As police made their first arrest in the killing of George Floyd in Minneapolis, the Bloomington-Normal branch of the NAACP said it is imperative to be on the battlefield for justice.
A video depicting Minneapolis police officer Derek Chauvin’s knee pressed firmly on the black man's neck earlier this week has sparked nationwide outrage. Chauvin, who was arrested Friday, and three other officers in the video have been fired from the Minneapolis Police Department; the case remain under investigation.
Twin City NAACP Branch President Linda Foster said when she saw the video, she was hurt, but not surprised.
“I thought, ‘Here we go again,’” said Foster. “It felt like a movie that never ends in our favor.”
African Americans are three times as likely to be killed by the police than white people in the United States, according to the Mapping Police Violence project. Local NAACP Vice President Dr. Carla Campbell-Jackson said if it weren’t for today’s technology, many other incidents would go unknown.
“Who knows how many times this has occurred? We're just so fortunate now that we all have smartphones so now we can document it. But I am willing to guess that this occurs more often than we think,” Campbell-Jackson said. “When you think this could have been any of our brothers, fathers, sons, or nephews, and it's all based on the pigmentation of the skin. It's hurtful, and it's not right.”
Foster said as brutality and killings have persisted, African Americans have reached their breaking point and have decided to use their phones to ensure protection.
“The police department has video and cameras and it is for their protection and to ensure they have accurate information, so if they’ve been allowed to do it, why shouldn’t civilians be allowed to do it, too?” said Foster. “I think over time hearing the things that have happened to African Americans, all we did was hear, but now we’re able to see.”
As killings captured on camera have increased, Campbell-Jackson said it all goes back to white privilege.
“The nonchalant behavior leads me to believe that a lot of this is based on the premise of white privilege,” she said. “They are so privileged that they can kill African Americans in cold blood and not even care that there are six or seven cameras out. That’s privilege. They have other advantages over us, and I think African American men are realizing the playing field is nothing like leveled, so they attempt to record some of these actions and they are tired.”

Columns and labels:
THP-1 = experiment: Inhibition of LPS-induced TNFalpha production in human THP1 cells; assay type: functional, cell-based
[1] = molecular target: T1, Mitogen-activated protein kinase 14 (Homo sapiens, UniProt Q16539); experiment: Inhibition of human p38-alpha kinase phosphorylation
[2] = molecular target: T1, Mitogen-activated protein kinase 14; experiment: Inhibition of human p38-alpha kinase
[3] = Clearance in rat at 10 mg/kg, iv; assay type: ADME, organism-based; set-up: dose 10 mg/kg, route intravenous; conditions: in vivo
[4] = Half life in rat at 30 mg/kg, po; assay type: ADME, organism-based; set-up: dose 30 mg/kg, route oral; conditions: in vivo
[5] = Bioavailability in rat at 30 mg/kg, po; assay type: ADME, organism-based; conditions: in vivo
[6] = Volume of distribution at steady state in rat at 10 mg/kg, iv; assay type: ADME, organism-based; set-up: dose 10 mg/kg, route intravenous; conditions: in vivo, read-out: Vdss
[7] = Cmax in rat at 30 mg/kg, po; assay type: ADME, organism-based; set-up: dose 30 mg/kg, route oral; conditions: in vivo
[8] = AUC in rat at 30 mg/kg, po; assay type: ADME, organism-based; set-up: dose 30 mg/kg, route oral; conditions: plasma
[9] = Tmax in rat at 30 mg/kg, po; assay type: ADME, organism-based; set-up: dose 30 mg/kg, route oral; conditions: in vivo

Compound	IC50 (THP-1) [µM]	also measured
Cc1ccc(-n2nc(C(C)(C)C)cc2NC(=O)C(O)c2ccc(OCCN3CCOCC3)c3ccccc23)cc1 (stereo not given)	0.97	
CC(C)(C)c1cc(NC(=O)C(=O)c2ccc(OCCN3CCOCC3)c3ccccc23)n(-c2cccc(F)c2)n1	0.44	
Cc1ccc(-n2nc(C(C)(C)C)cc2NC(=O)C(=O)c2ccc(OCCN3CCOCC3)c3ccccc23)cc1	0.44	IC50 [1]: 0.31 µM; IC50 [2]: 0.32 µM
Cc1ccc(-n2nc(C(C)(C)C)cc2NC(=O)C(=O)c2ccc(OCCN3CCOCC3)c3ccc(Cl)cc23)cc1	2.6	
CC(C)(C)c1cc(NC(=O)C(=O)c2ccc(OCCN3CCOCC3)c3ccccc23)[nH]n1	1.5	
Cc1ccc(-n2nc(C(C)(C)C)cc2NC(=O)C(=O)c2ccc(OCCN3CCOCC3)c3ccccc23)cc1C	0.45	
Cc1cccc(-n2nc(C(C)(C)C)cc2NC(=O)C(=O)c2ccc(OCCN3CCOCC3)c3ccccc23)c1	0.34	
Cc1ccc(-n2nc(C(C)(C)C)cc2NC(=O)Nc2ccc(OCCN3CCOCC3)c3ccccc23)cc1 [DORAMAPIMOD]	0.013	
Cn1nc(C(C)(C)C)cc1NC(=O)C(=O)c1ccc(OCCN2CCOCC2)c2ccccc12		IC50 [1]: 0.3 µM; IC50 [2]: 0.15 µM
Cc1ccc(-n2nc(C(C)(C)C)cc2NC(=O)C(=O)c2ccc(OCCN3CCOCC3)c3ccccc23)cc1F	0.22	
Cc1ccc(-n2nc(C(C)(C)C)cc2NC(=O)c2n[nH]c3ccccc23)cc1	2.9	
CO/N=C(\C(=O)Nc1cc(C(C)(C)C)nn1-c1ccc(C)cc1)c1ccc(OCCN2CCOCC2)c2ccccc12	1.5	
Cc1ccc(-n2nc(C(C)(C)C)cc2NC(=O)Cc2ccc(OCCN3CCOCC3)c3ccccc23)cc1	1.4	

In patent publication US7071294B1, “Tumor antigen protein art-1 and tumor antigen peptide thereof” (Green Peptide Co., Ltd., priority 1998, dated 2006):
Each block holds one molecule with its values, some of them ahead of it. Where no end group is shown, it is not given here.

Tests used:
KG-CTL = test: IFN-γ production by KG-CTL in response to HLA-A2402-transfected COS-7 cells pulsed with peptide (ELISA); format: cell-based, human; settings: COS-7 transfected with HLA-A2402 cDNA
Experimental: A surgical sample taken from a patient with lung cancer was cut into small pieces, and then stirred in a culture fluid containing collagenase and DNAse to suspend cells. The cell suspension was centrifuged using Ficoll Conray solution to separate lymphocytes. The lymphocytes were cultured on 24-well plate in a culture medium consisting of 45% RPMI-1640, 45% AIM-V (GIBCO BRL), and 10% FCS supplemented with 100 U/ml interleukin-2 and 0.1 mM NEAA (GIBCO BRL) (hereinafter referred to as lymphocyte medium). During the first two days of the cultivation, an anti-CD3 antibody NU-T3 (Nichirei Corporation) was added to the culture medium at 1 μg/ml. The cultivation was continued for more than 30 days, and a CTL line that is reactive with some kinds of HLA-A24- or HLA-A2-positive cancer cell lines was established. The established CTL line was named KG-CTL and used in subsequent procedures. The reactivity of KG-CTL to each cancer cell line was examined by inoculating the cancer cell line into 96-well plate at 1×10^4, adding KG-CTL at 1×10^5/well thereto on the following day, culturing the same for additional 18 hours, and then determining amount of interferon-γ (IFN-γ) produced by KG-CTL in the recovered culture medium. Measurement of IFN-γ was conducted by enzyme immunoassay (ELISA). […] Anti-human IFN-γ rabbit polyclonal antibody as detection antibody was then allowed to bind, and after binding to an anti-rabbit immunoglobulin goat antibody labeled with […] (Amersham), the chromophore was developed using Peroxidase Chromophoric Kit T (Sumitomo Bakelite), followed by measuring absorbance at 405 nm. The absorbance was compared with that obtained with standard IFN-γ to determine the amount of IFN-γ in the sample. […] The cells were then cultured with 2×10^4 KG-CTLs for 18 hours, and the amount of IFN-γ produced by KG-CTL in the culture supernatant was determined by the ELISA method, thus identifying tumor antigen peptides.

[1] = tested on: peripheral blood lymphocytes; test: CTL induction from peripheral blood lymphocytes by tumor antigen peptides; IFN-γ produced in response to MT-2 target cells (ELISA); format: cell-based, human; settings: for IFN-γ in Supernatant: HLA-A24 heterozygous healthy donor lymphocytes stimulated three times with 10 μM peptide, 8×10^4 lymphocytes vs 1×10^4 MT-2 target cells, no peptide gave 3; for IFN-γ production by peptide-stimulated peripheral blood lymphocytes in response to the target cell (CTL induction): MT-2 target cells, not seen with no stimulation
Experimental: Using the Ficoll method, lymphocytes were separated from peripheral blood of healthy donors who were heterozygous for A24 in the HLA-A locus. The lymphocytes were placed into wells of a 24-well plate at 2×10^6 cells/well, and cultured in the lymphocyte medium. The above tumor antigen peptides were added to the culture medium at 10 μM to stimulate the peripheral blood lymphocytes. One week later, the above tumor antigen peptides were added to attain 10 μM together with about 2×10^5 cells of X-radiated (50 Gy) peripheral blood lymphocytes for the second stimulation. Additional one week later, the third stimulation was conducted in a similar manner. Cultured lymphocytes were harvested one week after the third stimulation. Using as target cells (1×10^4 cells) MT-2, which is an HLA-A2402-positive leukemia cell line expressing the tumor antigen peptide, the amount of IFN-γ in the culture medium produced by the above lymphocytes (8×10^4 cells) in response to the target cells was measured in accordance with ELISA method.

Having ‘The Talk’
In the black community, a sad but imperative discussion held by black parents and family members with their sons about the police is called “The Talk.” Explaining how she had to prepare her son for police encounters out of fear that he may be attacked, Campbell-Jackson said her white peers couldn’t imagine having to have that same conversation with their children.
“The talk is, when you turn 16 and when you start driving, you do not reach for your driver's license or go for your insurance card until you ask, ‘Mr. Officer, may I please do this?’” she said. “While (my son) Bradley and his friend who happens to be white were talking about this while we were all together, the white mom said, ‘Oh my God, I've never had that conversation. What’s that?’ They can't imagine what we have to prepare our young men for, but it's a reality. And as mad as we are, we want our kids to live.”
“Both of them can kill us, COVID-19 and racism,” Foster said. “Our issues, once again, are compounded by the typical issues that people contend with, and that's problematic.”
As distrust between African Americans and police officers have become more evident, Campbell- Jackson said the best thing local police departments can do is incorporate cultural competence.
“Our president scheduled a town hall meeting just last week, and all three of the police chiefs were present and committed. So I believe we have those relationships and we know there's still opportunities for them to be culturally competent,” she said. “That cultural competence is huge, because if they don't understand our language or know that when a black man is screaming out for mama that he’s in distress, then they probably don't think it's a big deal.”
For white Americans, Campbell-Jackson said it is not enough just to not be racist.
“What I often tell my white colleagues is that if you're not courageous and bold enough to say what happened is wrong and you don’t come out here to partner up with us, then sometimes omission is as guilty as commission,” she said. “If you’re not bold enough to stand up for something, you'll be willing to fall for anything, and it takes courage to do what we do because we know some people aren't gonna like what we're saying. But it's real talk and it's conversation that people need to have about racism, discrimination, and white privilege.”
Moving forward, Campbell-Jackson said the best thing everyone can do is to come to a cultural understanding and speak up.
“For there to be something this important going on and people being silent about it, it’s almost complacent. If you don't have a conversation with your children at the table and say, ‘OK, what you see is wrong,’ you're just part of the problem.” Campbell-Jackson said. “We can't be innocent bystanders and think, ‘Oh, this is just one incident.’ There has to be a remedy and we have to come together and commit to making the change.”
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